Jessica was born deaf in her right ear and started losing hearing in her left ear at age 9. A hearing aid helped for many years, but in 2012, she completely lost her remaining hearing. Jessica found success with a cochlear implant (CI), which is still not the miracle solution it can seem to be.
She wears a cochlear implant mostly to help communicate with people, but she still misses a lot of important sounds. Without any hearing on her right side and the inability to determine the source or direction of sounds, she’s had severe concerns about staying safe. She does not hear distant or lower/higher pitches, plus she takes her CI off at night.
Another Can Do Canines client and friend to Jessica showed just what a difference a hearing assistance dog could make. Jessica realized she was not sleeping and was drained from the fear of missing alarms, so she decided to apply for her own Hearing Assist Dog.
Jessica still could not have imagined what a difference York, a 2-year-old yellow Labrador Retriever, could make for her. She was nervous about having an assistance dog and doing everything right, but she soon learned York was a happy helper and to be trusted. If he’s not staring her down, ready to spring into action, he is being “the most cuddly dog you could meet.”
The team started building skills with his alert to Jessica’s kitchen timer, and then her cell phone timer. They progressed to the microwave and the smoke alarm, then the house doorbell and knocks. Jessica works hard as a nanny, and at her job, York nudges her when he hears the timers, which Jessica often cannot hear over the household noise.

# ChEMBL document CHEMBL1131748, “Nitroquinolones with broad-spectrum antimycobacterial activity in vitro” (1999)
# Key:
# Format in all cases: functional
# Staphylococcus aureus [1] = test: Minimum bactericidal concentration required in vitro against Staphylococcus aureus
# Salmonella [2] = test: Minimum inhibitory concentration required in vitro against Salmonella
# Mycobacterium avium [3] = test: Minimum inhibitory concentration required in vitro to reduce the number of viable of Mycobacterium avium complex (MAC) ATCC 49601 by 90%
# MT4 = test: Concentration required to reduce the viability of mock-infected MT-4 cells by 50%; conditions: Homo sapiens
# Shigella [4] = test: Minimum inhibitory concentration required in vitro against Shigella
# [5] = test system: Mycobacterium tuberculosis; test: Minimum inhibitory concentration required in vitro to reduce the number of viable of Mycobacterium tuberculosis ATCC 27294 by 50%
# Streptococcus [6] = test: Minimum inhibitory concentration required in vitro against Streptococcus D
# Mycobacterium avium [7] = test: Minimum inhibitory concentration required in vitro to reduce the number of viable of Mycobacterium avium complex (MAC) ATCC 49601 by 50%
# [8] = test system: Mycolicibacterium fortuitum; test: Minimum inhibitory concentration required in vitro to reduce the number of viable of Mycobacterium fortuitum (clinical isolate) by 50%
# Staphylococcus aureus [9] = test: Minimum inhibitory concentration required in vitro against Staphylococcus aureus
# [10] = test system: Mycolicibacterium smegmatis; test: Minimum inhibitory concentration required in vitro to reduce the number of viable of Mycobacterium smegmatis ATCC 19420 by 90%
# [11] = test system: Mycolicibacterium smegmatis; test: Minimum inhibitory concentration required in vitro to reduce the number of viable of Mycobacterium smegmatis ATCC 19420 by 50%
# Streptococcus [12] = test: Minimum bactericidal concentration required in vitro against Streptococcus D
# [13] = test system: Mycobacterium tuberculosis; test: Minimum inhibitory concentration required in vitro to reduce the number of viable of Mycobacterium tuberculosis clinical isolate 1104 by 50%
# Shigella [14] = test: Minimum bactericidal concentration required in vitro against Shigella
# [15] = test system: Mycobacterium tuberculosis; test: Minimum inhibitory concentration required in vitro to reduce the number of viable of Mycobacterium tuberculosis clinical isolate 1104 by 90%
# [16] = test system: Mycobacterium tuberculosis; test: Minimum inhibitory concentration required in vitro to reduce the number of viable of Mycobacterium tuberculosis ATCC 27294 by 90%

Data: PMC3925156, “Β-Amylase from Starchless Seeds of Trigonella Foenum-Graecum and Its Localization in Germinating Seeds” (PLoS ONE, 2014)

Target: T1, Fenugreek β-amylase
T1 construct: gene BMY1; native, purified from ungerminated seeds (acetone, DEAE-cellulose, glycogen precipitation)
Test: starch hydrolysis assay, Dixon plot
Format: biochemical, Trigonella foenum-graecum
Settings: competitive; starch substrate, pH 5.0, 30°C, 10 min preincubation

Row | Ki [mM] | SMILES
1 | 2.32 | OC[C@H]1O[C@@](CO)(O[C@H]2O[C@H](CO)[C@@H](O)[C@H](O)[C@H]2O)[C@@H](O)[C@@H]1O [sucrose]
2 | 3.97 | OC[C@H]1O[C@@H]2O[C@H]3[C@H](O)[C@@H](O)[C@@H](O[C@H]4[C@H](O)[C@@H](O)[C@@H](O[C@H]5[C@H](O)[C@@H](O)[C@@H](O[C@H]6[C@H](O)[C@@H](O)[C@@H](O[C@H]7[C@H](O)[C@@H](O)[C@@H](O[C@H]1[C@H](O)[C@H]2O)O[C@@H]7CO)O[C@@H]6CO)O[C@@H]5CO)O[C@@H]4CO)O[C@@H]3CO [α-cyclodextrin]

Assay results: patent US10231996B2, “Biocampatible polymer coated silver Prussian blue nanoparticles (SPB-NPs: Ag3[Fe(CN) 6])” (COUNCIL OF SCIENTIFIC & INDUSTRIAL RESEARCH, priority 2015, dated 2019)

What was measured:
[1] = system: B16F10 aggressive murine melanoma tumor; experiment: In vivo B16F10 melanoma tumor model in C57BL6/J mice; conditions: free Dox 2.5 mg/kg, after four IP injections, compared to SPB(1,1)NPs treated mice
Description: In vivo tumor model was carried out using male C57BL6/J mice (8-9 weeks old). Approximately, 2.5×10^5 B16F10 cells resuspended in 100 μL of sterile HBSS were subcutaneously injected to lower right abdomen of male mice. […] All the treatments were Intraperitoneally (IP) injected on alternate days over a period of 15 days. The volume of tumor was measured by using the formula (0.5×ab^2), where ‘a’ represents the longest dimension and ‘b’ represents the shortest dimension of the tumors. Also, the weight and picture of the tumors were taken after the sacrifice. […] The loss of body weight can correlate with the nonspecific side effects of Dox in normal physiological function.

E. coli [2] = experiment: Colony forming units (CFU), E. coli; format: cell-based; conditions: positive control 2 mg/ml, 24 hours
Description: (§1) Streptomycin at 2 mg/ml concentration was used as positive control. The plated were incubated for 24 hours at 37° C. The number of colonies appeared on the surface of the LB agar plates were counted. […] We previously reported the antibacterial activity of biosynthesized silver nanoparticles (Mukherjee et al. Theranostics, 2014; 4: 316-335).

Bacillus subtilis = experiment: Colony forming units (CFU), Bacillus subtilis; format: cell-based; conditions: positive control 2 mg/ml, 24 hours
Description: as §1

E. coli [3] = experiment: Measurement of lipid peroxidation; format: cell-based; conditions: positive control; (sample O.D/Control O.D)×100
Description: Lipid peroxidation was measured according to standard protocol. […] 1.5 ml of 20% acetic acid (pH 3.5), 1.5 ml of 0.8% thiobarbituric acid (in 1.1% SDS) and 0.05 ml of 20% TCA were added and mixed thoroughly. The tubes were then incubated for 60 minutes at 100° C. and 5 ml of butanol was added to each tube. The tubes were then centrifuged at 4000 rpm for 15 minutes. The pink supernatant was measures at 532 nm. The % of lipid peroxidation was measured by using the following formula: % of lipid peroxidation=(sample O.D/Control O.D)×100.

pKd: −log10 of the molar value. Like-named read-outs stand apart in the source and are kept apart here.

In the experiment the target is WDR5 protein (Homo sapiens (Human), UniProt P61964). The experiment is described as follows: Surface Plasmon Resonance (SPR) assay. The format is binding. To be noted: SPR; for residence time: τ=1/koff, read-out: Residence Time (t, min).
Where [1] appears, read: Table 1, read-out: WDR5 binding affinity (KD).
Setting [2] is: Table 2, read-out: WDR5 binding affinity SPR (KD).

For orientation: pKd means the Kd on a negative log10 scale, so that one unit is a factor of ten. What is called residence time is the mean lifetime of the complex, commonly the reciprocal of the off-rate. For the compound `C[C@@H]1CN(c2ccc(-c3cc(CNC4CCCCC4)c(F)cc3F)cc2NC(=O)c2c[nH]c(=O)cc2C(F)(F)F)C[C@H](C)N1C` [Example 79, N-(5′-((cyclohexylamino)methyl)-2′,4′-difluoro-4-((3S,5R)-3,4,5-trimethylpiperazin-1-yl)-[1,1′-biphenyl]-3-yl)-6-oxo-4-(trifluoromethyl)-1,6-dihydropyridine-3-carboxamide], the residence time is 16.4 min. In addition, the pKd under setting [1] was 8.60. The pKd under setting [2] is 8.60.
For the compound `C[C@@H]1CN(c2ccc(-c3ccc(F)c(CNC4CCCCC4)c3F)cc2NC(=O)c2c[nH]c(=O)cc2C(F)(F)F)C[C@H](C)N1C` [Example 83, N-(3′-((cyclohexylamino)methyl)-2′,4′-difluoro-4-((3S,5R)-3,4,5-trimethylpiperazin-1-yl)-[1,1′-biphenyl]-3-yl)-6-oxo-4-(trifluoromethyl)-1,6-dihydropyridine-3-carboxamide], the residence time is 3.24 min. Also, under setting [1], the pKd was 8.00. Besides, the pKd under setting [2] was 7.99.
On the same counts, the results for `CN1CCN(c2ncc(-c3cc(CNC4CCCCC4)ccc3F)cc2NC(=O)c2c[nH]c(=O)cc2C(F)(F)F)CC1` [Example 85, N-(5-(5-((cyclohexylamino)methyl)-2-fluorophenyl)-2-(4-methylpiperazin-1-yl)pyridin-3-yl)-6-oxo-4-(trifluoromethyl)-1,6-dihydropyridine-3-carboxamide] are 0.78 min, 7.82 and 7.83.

His latest skill is something she taught him: alerting her to a baby crying on the monitor. The moment he alerted her to this on his own was a lightbulb moment that Jessica is thrilled to recall. Finding his purpose and spending time with the children has been a blissful experience for him, and Jessica feels the same joy about their match.
Jessica remembers being unable to sleep peacefully at night, worried she would miss the smoke alarm or any other alarms she relied on for safety. Even in the day, wearing a CI is fatiguing to the brain because it’s not processing sounds as they should sound, but through “mechanical hearing.” Jessica would nervously take breaks from her CI out of sheer exhaustion. Since York has been with her, she is able to fully rest and recover in safe silence.
Grateful for a New Confidence with a New Partner
Jessica says of her canine companion, “He’s been such a gift to me…I’m so grateful for the people who have helped York get to me. Just like my CI and sign language are tools, he’s an added piece of that puzzle and he’s able to help me live my life.” She no longer feels disappointment or shame for missing sounds, and is no longer reliant on people telling her that she was missing a noise. She says being hard of hearing means constantly feeling on edge, but having York in her life has provided amazing relief. Seeing both of their confidence levels soar has astounded Jessica’s family and friends.
Major goals for this Elk River resident include taking her first solo trip to see an ocean with York, and she is ecstatic to envision moving into an apartment on her own as a genuine possibility. The gratitude that pours from Jessica is phenomenal as she reflects on now feeling more calm, sleeping better, being more independent, and living at a new level of potential.
She says to the many people who care about making assistance dogs possible at Can Do Canines, “Thank you from the bottom of my heart. You have no idea how much it’s changed my life for the better. It’s just been amazing. This is the biggest heartfelt thank you to them, every single one who made him possible.”